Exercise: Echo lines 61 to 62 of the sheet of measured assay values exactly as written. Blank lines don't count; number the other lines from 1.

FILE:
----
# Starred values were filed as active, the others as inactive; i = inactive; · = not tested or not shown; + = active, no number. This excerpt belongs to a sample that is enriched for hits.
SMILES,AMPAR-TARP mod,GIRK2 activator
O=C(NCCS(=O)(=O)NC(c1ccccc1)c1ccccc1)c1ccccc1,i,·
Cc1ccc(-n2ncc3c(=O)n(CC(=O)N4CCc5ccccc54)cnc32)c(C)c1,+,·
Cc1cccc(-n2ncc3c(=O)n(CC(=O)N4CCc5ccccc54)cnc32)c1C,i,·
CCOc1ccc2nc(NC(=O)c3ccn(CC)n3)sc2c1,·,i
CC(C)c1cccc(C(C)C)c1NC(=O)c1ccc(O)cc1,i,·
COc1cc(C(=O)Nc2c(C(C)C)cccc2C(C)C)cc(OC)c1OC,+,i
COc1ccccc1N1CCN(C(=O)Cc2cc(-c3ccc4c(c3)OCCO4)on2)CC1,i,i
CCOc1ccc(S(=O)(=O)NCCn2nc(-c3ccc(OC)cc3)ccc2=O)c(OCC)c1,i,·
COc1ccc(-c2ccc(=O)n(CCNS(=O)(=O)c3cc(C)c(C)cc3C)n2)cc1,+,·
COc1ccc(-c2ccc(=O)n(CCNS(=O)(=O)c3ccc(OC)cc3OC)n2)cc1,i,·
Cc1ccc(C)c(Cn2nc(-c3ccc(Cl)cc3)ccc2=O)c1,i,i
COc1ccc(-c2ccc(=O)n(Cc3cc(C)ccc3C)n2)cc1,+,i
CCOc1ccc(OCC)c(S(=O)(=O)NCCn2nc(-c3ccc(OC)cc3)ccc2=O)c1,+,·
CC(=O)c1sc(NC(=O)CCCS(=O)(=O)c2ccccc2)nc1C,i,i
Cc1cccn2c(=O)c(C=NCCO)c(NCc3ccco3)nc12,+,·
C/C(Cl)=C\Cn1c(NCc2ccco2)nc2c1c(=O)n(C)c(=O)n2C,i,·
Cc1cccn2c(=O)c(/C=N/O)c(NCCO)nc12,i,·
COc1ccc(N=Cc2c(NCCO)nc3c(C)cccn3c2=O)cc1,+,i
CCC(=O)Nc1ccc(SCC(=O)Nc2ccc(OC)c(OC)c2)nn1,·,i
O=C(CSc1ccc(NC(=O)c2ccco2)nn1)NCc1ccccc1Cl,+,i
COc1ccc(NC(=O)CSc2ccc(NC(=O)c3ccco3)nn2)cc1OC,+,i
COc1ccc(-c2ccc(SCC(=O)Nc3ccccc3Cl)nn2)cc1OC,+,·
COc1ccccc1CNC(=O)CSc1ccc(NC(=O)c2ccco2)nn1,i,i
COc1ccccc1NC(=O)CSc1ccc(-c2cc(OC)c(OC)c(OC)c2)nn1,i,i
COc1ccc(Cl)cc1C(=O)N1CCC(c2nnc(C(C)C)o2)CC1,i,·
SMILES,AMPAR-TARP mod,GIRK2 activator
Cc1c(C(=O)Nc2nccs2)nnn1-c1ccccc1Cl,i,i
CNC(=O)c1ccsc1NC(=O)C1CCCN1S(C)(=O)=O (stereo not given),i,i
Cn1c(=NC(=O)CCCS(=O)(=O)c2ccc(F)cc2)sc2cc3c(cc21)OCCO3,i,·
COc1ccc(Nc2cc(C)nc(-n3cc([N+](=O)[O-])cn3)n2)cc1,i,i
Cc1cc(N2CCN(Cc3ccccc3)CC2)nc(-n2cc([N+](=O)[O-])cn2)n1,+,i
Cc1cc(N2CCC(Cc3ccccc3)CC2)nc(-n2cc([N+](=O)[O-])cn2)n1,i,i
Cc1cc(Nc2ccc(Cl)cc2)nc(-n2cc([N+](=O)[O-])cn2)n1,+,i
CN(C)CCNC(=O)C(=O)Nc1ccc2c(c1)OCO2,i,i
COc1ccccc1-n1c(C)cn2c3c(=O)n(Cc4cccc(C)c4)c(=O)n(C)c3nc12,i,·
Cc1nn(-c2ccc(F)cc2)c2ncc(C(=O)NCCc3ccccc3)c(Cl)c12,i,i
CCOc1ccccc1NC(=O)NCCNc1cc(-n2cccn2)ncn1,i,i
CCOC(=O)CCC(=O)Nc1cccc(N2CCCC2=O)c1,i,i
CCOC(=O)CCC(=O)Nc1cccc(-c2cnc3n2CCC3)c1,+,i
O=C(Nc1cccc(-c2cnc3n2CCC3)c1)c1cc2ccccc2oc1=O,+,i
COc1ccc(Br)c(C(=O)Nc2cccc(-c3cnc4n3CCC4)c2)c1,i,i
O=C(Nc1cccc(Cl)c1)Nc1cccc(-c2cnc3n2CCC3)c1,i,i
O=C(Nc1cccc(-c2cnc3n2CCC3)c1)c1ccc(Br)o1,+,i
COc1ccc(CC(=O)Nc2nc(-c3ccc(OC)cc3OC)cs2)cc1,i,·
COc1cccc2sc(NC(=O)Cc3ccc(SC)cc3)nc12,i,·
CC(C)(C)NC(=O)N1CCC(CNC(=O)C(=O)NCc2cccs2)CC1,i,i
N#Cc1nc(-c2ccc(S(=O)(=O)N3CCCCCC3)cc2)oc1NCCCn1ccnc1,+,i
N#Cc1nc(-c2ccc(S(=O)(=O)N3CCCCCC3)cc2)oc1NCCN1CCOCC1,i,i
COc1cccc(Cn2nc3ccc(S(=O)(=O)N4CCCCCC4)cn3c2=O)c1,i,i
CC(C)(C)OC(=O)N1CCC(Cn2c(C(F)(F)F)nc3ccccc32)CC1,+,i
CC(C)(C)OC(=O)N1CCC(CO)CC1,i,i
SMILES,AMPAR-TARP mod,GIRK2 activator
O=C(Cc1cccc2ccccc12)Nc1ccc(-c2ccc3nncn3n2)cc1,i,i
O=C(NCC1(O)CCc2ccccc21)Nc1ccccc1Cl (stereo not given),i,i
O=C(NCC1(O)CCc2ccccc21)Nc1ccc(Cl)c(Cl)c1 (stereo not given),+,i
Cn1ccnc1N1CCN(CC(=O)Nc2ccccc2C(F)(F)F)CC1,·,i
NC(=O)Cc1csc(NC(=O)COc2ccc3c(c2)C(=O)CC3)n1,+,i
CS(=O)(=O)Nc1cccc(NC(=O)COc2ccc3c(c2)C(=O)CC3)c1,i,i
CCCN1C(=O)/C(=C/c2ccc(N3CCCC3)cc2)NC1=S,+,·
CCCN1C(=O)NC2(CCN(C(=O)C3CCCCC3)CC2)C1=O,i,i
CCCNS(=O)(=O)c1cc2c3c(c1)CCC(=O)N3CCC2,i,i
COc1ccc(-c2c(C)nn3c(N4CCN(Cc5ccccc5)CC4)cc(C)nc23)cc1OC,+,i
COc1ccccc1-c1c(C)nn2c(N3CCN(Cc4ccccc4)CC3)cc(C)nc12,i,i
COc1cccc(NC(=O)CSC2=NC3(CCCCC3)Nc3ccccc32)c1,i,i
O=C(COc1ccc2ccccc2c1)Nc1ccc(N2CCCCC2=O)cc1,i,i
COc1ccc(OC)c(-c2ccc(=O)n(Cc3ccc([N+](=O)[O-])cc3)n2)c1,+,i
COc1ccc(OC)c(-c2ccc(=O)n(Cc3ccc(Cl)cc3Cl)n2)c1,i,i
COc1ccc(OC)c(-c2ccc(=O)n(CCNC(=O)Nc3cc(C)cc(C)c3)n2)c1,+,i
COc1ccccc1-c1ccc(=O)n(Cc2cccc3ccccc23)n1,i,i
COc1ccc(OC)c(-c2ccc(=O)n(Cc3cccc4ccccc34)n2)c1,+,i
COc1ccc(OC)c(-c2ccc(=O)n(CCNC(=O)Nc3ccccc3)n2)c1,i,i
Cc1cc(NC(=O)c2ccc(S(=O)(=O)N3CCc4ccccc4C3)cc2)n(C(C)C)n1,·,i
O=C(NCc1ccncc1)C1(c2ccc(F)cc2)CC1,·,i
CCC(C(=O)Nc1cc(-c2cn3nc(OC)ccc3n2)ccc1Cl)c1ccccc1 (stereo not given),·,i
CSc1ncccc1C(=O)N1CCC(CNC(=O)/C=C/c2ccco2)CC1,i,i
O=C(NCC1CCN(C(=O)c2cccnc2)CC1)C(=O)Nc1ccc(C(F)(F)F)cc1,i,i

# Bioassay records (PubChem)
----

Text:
CCCN1C(=O)/C(=C/c2ccc(N3CCCC3)cc2)NC1=S,+,·
CCCN1C(=O)NC2(CCN(C(=O)C3CCCCC3)CC2)C1=O,i,i